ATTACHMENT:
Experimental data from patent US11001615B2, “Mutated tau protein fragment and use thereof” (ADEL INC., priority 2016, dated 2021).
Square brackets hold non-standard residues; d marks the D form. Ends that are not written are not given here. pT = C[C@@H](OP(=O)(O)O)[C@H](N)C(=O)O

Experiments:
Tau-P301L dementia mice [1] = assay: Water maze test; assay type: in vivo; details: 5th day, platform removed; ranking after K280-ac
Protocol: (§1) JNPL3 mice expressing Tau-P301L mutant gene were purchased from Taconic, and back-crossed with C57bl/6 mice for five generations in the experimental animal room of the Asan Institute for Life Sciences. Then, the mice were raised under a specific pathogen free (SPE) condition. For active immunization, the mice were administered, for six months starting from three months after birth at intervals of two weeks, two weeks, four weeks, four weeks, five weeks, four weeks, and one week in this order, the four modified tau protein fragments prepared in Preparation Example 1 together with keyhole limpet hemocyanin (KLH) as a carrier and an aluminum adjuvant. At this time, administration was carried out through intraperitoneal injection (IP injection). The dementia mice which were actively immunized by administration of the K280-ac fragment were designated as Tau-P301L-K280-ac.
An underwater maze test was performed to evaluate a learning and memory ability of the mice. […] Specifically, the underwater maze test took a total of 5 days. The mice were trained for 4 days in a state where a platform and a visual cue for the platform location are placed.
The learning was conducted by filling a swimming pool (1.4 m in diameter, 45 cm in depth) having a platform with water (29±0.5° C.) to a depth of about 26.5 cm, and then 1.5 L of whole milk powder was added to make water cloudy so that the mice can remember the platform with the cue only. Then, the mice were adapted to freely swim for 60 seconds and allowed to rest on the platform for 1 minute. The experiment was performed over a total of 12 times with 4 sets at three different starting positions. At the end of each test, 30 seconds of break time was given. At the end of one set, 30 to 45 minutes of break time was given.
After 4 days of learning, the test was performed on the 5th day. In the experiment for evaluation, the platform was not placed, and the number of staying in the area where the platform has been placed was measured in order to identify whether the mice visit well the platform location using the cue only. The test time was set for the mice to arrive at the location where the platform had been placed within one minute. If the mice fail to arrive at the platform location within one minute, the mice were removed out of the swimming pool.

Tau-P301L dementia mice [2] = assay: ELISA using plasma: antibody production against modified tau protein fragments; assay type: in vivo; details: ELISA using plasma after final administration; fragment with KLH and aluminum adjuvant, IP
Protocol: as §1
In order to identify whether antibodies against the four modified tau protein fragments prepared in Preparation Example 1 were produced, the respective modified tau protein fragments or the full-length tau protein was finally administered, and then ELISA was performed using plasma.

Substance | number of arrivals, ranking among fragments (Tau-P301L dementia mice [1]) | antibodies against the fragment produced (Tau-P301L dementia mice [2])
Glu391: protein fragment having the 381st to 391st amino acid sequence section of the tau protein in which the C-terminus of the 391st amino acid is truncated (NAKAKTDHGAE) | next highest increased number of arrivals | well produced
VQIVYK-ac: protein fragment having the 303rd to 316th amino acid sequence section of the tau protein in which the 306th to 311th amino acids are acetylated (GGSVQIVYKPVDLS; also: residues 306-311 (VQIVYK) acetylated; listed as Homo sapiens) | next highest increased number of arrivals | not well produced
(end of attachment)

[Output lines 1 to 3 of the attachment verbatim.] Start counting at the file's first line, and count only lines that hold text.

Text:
Experimental data from patent US11001615B2, “Mutated tau protein fragment and use thereof” (ADEL INC., priority 2016, dated 2021).
Square brackets hold non-standard residues; d marks the D form. Ends that are not written are not given here. pT = C[C@@H](OP(=O)(O)O)[C@H](N)C(=O)O

Experiments: